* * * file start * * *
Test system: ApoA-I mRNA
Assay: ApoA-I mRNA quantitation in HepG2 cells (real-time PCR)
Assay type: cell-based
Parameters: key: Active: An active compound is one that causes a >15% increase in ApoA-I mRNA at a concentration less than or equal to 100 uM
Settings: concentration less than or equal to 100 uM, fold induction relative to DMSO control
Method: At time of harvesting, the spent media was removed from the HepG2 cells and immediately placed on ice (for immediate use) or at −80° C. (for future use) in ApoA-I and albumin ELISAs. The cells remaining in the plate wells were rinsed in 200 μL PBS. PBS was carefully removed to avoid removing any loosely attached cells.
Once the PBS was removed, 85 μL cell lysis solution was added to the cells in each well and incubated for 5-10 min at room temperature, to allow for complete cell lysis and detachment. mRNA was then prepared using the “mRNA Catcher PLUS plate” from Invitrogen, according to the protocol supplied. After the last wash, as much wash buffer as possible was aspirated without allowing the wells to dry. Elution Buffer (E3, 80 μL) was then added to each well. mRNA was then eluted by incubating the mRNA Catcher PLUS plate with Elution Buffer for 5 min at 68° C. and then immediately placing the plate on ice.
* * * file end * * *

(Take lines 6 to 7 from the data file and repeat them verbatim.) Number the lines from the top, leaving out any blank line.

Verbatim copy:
Method: At time of harvesting, the spent media was removed from the HepG2 cells and immediately placed on ice (for immediate use) or at −80° C. (for future use) in ApoA-I and albumin ELISAs. The cells remaining in the plate wells were rinsed in 200 μL PBS. PBS was carefully removed to avoid removing any loosely attached cells.
Once the PBS was removed, 85 μL cell lysis solution was added to the cells in each well and incubated for 5-10 min at room temperature, to allow for complete cell lysis and detachment. mRNA was then prepared using the “mRNA Catcher PLUS plate” from Invitrogen, according to the protocol supplied. After the last wash, as much wash buffer as possible was aspirated without allowing the wells to dry. Elution Buffer (E3, 80 μL) was then added to each well. mRNA was then eluted by incubating the mRNA Catcher PLUS plate with Elution Buffer for 5 min at 68° C. and then immediately placing the plate on ice.